Deer and horse flies are well known for buzzing relentlessly around their target, landing stealthily on exposed skin, and delivering a painful bite. Their bite can itch for days and scratching may lead to infection. These flies are active during the day and are especially common around ponds, streams, marshes, and lakes. They are capable of transmitting tularemia to people, a bacterial disease that flies can pick up from wild animals. The bites can also cause severe allergic reactions for some people.
Prevent Fly Bites
- Avoid places where flies are most active, particularly from dawn to dusk.
- Cover exposed skin by wearing light-colored, long sleeved shirts, pants and hats.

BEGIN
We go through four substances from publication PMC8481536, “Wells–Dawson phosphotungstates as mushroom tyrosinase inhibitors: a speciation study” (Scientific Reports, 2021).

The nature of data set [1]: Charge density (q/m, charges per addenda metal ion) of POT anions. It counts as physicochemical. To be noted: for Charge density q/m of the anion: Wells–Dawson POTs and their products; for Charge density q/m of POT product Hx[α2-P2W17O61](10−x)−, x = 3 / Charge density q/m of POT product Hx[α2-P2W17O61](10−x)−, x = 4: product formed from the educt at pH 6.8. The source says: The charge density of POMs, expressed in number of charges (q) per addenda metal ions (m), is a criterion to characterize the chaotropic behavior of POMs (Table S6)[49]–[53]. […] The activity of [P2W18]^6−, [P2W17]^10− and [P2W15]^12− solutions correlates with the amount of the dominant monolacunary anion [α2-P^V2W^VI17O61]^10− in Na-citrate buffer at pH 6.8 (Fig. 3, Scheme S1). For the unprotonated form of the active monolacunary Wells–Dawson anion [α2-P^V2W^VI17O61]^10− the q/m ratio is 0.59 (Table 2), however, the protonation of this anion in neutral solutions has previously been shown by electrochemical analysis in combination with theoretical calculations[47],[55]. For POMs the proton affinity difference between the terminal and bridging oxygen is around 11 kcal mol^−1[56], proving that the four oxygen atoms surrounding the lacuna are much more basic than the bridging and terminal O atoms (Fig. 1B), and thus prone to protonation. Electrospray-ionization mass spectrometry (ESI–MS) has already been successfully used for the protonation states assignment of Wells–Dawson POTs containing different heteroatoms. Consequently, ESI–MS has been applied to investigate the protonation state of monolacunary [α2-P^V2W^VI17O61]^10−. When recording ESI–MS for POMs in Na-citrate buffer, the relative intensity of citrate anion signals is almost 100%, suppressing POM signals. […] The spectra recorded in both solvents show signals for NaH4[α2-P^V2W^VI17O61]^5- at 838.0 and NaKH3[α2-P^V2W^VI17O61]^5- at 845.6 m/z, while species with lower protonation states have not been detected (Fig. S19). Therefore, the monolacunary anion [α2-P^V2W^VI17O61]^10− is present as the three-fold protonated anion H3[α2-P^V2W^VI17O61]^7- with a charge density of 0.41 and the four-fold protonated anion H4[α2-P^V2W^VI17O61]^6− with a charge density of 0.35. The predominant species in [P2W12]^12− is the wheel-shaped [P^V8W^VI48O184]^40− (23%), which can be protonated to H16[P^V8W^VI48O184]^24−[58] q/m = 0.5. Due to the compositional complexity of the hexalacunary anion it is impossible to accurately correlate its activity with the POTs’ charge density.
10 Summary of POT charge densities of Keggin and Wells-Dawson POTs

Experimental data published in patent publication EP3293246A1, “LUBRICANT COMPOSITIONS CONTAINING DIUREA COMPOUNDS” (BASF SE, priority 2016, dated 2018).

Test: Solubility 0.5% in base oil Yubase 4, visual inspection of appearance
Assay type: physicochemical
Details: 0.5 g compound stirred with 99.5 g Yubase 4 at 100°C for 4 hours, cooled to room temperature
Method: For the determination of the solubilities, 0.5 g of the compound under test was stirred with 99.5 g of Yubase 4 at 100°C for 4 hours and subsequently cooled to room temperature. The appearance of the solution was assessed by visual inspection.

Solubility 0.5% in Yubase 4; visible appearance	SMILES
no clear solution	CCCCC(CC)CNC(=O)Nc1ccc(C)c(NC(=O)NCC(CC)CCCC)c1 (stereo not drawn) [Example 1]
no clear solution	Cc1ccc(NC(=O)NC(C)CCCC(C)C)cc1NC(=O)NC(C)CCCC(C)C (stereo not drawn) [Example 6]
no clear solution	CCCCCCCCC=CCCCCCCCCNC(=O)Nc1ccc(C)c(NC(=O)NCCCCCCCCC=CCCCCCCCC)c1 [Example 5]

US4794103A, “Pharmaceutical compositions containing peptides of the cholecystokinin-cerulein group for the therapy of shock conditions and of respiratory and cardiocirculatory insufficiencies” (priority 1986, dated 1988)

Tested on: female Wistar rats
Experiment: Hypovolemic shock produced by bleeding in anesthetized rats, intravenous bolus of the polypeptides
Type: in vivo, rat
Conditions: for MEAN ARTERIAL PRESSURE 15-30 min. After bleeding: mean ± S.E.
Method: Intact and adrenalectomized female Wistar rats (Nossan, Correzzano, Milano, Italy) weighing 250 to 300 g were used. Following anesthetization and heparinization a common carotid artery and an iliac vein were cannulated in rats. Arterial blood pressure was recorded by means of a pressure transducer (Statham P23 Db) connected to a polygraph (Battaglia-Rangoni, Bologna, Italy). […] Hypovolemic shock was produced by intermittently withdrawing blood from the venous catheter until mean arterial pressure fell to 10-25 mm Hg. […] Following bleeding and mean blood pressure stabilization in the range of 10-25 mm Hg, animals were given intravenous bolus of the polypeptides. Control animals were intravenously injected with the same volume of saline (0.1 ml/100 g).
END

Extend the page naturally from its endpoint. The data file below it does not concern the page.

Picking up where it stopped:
- Consider using a repellent labeled for biting fly protection. Always follow label instructions carefully.
- Fix window and door screens.
- Clean up piles of rubbish and decaying hay, straw, and other vegetation that attract flies.
When a fly bites, it injects saliva into the skin. This saliva can cause swelling, itchiness, and mild redness at the bite site. For some people, the fly's saliva can trigger life-threatening allergic reactions.
Wash the bite site thoroughly with soap and water.
Take an antihistamine or apply creams to reduce itching if necessary.
- Watch for symptoms of infection over the next several days. Symptoms include increasing redness, swelling, or pain.
Call 911 if any of these signs occur:
- Trouble breathing, wheezing, or shortness of breath.
- Swelling anywhere on the face or in the mouth.
- Throat tightness or difficulty swallowing.
- Feeling faint or dizzy.
- Turning blue.
- Insect Bites and Stings, Medline Plus
- Simple Precautions to Avoid Black Fly Bites, Spokane Regional Health District
Content Source: Zoonotic Disease Program